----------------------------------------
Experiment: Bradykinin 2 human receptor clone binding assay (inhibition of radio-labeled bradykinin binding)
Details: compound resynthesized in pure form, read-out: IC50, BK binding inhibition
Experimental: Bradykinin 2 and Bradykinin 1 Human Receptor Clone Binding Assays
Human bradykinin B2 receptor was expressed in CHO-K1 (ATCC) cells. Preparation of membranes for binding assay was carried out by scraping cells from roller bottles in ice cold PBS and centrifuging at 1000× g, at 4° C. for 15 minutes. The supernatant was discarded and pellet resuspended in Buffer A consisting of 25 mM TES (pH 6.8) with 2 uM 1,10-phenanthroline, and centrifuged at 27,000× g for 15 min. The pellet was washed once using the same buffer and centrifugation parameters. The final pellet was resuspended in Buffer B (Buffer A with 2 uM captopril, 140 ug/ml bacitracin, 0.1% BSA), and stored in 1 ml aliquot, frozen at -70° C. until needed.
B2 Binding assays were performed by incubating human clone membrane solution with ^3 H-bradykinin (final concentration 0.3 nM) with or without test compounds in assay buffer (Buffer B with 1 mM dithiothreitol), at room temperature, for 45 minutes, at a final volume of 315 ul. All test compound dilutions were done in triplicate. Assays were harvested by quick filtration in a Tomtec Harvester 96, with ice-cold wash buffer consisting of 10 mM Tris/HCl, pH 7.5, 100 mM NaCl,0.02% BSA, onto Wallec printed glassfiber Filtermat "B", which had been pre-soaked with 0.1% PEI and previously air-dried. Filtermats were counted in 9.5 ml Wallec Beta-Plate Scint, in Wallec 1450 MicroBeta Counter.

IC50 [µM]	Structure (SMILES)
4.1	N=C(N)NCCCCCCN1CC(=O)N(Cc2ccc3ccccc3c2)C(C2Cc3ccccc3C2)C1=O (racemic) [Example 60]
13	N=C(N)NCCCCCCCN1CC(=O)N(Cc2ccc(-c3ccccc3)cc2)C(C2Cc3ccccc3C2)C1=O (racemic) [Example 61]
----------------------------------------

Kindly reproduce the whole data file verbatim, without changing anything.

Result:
Experiment: Bradykinin 2 human receptor clone binding assay (inhibition of radio-labeled bradykinin binding)
Details: compound resynthesized in pure form, read-out: IC50, BK binding inhibition
Experimental: Bradykinin 2 and Bradykinin 1 Human Receptor Clone Binding Assays
Human bradykinin B2 receptor was expressed in CHO-K1 (ATCC) cells. Preparation of membranes for binding assay was carried out by scraping cells from roller bottles in ice cold PBS and centrifuging at 1000× g, at 4° C. for 15 minutes. The supernatant was discarded and pellet resuspended in Buffer A consisting of 25 mM TES (pH 6.8) with 2 uM 1,10-phenanthroline, and centrifuged at 27,000× g for 15 min. The pellet was washed once using the same buffer and centrifugation parameters. The final pellet was resuspended in Buffer B (Buffer A with 2 uM captopril, 140 ug/ml bacitracin, 0.1% BSA), and stored in 1 ml aliquot, frozen at -70° C. until needed.
B2 Binding assays were performed by incubating human clone membrane solution with ^3 H-bradykinin (final concentration 0.3 nM) with or without test compounds in assay buffer (Buffer B with 1 mM dithiothreitol), at room temperature, for 45 minutes, at a final volume of 315 ul. All test compound dilutions were done in triplicate. Assays were harvested by quick filtration in a Tomtec Harvester 96, with ice-cold wash buffer consisting of 10 mM Tris/HCl, pH 7.5, 100 mM NaCl,0.02% BSA, onto Wallec printed glassfiber Filtermat "B", which had been pre-soaked with 0.1% PEI and previously air-dried. Filtermats were counted in 9.5 ml Wallec Beta-Plate Scint, in Wallec 1450 MicroBeta Counter.

IC50 [µM]	Structure (SMILES)
4.1	N=C(N)NCCCCCCN1CC(=O)N(Cc2ccc3ccccc3c2)C(C2Cc3ccccc3C2)C1=O (racemic) [Example 60]
13	N=C(N)NCCCCCCCN1CC(=O)N(Cc2ccc(-c3ccccc3)cc2)C(C2Cc3ccccc3C2)C1=O (racemic) [Example 61]